“The entire music and live entertainment industry has suffered beyond measure this last year, and our team is incredibly grateful to have been able to weather the storm,” says Zac Leigh, co-founder and CEO of Tixel. “We’re feeling optimistic about the steep uptick in demand we’re seeing on Tixel from fans wanting to see their favourite musicians, artists, comedians and sports stars.

“Our investment partners … know that a safe and honest place for fans to buy and to resell tickets is a critical need”

“Our investment partners share this optimism and know that a safe and honest place for fans to buy and to resell tickets is a critical need both today, as our plan-making remains fluid, and into the future.”

“At the heart of every investment we make is the goal to back pioneers who share our vision for a better tomorrow,” comments Albert. “A core pillar of our impact thesis is contributing to a vibrant culture. Tixel is a great example of this and sits within our arts, music and entertainment theme. It helps to bring fairness to a market that can attract exorbitant pricing, and safety to transactions that have the potential to be fraudulent.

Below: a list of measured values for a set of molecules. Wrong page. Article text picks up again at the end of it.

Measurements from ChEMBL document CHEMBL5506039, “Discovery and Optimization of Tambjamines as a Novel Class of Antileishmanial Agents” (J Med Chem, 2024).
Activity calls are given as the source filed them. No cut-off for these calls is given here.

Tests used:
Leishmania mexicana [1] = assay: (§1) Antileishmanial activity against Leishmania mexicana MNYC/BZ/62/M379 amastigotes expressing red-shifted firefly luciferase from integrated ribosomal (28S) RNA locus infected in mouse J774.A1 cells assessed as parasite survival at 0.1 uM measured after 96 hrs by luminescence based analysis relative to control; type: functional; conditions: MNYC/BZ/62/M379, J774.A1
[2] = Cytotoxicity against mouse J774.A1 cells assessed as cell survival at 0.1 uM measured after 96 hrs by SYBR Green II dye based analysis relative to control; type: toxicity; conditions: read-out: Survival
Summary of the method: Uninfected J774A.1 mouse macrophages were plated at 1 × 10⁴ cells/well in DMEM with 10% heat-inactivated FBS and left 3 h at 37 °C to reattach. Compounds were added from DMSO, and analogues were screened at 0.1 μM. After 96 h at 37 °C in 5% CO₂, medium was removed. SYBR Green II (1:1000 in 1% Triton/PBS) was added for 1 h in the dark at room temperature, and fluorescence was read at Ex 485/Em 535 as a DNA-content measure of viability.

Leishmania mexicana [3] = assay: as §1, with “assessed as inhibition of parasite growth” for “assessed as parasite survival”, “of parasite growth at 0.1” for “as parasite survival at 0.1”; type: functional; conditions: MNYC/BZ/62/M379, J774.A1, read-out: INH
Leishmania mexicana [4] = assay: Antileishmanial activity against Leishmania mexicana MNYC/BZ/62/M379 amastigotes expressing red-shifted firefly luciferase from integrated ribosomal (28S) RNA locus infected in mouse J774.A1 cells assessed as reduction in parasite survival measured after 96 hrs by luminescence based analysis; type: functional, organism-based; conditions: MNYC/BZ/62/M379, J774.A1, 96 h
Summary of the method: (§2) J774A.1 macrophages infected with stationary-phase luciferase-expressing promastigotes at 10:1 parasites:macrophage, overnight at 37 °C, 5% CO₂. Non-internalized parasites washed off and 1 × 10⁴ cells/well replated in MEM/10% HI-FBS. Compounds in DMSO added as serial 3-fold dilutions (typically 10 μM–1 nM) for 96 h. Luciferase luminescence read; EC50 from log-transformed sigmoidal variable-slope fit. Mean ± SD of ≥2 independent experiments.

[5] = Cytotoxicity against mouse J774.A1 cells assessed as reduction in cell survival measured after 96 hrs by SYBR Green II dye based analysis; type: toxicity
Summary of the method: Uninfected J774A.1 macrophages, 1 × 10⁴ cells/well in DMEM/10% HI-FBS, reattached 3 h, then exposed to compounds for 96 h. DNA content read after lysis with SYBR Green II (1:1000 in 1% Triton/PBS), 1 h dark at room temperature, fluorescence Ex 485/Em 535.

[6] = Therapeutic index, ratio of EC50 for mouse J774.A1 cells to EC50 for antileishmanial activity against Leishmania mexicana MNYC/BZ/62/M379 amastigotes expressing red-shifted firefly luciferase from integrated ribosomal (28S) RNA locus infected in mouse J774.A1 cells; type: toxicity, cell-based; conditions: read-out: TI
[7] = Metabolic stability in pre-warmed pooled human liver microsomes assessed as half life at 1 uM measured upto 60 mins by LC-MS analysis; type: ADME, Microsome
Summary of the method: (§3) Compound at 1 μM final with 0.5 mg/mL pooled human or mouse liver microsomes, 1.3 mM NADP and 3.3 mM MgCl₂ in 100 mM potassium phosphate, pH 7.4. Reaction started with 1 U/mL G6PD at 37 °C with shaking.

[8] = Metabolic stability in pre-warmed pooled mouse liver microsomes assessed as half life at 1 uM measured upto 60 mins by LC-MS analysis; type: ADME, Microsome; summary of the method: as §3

“Having an independent ethical ticket resale marketplace in Australia can mean more fans at shows, more bar and merch sales for our venues and, importantly, an all-round better experience for everyone involved.”

Other capped-price ticket resale services active in Australia include UK-based Twickets, which launched there in 2017, and Ticketek Marketplace, which allows Ticketek customers to resell unwanted tickets.

 


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Merch company Playbill expands in New York

Platypus Productions, part of Australia-based global merchandising group Playbill, has announced the appointment of Steven Downing as chief merchandise officer, live entertainment, based in New York.

Downing brings to more than 25 years’ industry experience, including from the Walt Disney Company and Warner Bros’ merchandising departments, to Platypus, where he will oversee creative, operations and strategic planning for the company’s theatre and live events merchandise division, reporting to Playbill managing director Michael Nebenzahl.

“Steven’s international reputation and successful history in the live entertainment merchandise field is a tremendous asset for us,” says Nebenzahl. “His creativity, dedication and hands-on collaborative approach in support of the world’s most beloved stage productions has earned him a reputation as a global leader.